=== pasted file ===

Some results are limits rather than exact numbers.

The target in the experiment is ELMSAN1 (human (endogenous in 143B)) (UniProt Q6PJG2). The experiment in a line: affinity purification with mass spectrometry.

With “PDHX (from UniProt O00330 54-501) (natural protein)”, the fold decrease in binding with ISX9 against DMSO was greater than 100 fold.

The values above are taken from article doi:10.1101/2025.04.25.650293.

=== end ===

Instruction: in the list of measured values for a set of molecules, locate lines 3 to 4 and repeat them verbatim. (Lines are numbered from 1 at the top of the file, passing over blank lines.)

With “PDHX (from UniProt O00330 54-501) (natural protein)”, the fold decrease in binding with ISX9 against DMSO was greater than 100 fold.

The values above are taken from article doi:10.1101/2025.04.25.650293.